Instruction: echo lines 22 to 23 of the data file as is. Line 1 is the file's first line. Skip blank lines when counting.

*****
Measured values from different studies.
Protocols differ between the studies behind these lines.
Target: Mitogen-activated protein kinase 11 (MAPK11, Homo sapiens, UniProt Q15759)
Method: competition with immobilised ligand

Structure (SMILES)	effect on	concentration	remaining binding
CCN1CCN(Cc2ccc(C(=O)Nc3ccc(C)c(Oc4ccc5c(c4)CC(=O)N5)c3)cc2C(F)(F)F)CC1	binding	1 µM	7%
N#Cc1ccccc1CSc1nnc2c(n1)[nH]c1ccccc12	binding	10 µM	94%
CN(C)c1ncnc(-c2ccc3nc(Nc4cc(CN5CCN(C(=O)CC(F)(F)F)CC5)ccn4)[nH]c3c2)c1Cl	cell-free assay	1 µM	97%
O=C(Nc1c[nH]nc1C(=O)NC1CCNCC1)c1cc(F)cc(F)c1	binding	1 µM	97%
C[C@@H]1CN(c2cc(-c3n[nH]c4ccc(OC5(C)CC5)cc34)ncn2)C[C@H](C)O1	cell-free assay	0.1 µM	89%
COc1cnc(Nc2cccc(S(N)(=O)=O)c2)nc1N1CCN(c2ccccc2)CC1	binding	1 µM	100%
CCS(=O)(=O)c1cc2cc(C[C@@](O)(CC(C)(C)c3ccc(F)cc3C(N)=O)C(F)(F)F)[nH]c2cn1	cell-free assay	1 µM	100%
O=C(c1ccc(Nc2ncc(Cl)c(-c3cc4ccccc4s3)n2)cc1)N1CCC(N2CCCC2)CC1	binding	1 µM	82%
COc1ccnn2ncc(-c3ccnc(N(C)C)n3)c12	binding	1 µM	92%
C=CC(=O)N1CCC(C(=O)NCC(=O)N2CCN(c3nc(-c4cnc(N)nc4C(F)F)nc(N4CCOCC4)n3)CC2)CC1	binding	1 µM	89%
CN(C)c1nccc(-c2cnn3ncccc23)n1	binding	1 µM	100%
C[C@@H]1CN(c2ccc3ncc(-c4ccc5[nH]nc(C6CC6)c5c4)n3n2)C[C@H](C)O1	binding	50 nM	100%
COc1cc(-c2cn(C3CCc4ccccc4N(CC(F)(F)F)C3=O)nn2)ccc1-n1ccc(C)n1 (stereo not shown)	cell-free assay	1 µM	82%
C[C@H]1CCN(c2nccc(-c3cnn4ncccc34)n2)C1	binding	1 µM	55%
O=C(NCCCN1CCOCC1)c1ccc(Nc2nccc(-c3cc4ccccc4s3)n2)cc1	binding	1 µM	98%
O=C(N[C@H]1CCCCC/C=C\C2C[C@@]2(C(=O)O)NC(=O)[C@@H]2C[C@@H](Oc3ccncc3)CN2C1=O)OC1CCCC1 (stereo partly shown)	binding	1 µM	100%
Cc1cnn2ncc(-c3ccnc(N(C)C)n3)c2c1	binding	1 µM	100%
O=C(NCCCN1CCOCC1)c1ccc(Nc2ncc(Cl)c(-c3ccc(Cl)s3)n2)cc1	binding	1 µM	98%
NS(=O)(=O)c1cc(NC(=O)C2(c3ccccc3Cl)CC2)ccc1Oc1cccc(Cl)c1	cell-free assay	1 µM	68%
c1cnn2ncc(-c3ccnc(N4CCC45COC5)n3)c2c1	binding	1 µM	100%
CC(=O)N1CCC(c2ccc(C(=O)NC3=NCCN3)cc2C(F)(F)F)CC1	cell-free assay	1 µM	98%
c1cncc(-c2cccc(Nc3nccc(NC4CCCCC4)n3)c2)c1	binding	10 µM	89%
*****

Cc1cnn2ncc(-c3ccnc(N(C)C)n3)c2c1	binding	1 µM	100%
O=C(NCCCN1CCOCC1)c1ccc(Nc2ncc(Cl)c(-c3ccc(Cl)s3)n2)cc1	binding	1 µM	98%